Families report adverse events in hospitalized children not tracked by health-care providers

November 21, 2011

Families of hospitalized children can provide valuable information about adverse events relating to their children's care that complements information documented by health care professionals, states a study published in CMAJ (Canadian Medical Association Journal) (pre-embargo link only) http://www.cmaj.ca/site/embargo/cmaj110393.pdf.

Hospitals in Canada have instituted systems to encourage reporting of adverse events -- things that may negatively affect the recovery or health of a patient -- in patient care. In pediatrics, it is estimated that 1% of children in hospital experience an adverse event and 60% of these are preventable. However, there is lower reporting of these events by health care professionals compared with those documented on charts.

Researchers from British Columbia conducted a study to determine whether an adverse event system involving families would result in a change in events reporting by health care providers. The researchers expected that reporting rates would increase and that families would provide useful information on patient safety.

The study included 544 families whose children were on an inpatient ward that provided general medical, general surgical, neurologic or neurosurgical care in British Columbia's Children's Hospital to babies, children and adolescents. Each family submitted a report and of these 544 participants, 201 (37%) noted at least one adverse event or near miss during hospitalization, for a total of 321 adverse events. Adverse events included medication problems such as a reaction or incorrect dosage, treatment complications, equipment problems and miscommunication. Most of these events -- 313 out of 321 -- were not reported by the hospital.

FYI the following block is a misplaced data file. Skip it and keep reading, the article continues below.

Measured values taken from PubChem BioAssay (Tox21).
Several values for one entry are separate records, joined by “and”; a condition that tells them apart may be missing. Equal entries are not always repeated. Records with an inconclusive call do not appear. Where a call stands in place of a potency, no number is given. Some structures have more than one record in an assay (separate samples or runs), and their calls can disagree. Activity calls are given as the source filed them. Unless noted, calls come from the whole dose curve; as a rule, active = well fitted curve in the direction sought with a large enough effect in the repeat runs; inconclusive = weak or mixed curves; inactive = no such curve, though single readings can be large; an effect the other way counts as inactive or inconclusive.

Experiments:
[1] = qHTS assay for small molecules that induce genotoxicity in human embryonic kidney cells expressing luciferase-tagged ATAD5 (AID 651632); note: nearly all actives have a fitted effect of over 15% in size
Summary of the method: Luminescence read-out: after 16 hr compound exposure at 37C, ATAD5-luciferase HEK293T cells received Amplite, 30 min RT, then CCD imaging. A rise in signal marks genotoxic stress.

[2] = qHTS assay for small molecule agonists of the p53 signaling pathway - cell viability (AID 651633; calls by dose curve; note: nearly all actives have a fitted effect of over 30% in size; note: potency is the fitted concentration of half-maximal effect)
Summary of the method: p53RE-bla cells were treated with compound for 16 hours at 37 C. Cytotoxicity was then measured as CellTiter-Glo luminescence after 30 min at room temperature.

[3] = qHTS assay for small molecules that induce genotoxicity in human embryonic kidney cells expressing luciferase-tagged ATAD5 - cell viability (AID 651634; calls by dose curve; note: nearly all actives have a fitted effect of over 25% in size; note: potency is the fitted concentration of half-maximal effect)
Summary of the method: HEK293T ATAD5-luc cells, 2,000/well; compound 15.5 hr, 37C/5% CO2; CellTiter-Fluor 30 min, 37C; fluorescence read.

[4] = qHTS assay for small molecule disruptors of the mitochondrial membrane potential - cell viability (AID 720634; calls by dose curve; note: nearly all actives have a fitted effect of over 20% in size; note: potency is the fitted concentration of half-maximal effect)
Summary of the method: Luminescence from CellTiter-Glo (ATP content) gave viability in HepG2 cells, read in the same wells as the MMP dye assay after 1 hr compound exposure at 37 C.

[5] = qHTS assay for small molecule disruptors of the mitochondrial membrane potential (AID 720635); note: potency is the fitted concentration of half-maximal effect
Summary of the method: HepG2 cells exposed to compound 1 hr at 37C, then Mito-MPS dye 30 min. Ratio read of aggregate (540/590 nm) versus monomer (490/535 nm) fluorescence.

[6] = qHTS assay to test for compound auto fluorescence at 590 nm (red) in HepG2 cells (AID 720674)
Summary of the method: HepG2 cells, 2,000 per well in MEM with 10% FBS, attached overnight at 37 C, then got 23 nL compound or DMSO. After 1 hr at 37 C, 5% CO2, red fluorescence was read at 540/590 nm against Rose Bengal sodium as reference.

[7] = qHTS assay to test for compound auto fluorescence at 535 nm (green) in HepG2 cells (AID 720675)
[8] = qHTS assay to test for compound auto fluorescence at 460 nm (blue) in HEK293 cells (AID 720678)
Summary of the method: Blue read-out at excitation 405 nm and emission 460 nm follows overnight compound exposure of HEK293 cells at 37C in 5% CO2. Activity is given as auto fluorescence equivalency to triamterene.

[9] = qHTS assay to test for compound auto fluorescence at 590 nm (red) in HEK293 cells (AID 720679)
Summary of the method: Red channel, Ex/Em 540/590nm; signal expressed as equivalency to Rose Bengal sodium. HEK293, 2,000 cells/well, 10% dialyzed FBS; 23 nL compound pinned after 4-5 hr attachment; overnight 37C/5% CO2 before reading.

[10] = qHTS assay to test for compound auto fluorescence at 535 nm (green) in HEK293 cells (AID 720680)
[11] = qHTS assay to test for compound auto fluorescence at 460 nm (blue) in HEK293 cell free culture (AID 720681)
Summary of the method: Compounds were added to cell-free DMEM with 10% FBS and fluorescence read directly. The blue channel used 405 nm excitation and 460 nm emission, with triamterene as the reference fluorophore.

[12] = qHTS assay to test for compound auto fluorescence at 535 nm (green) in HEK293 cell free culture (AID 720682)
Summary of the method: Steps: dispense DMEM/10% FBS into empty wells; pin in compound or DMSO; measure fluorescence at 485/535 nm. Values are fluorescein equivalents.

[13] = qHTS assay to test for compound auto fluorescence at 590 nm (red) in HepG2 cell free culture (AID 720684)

However, "the results of this study showed that the introduction of a family-initiated adverse event reporting system administered at the time of discharge from a pediatric inpatient surgical ward was not associated with a change in the rate of reporting of adverse events by health care providers," writes Dr. Jeremy Daniels, University of British Columbia, with coauthors.

Only 2.5% of the events noted by families were documented by health care providers, although "almost half of the adverse events reported by families represented valid safety concerns, not merely reports of dissatisfaction," states the authors. In 139 cases, families received apologies for these incidents.

"The initiation of [the] family-based patient safety reporting system provided new opportunities to learn and improve the safety of health care provision without an additional reporting burden for health care providers," write the authors. "Giving families the opportunity to report patient safety events did not remove the barriers to reporting by providers (time pressure, culture of blame, fear of reprisal and lack of belief in the value of reporting) but served to complement such reporting."

The authors conclude that "further research is needed to delineate how best to harness the potential of families to improve the safety of the health care system."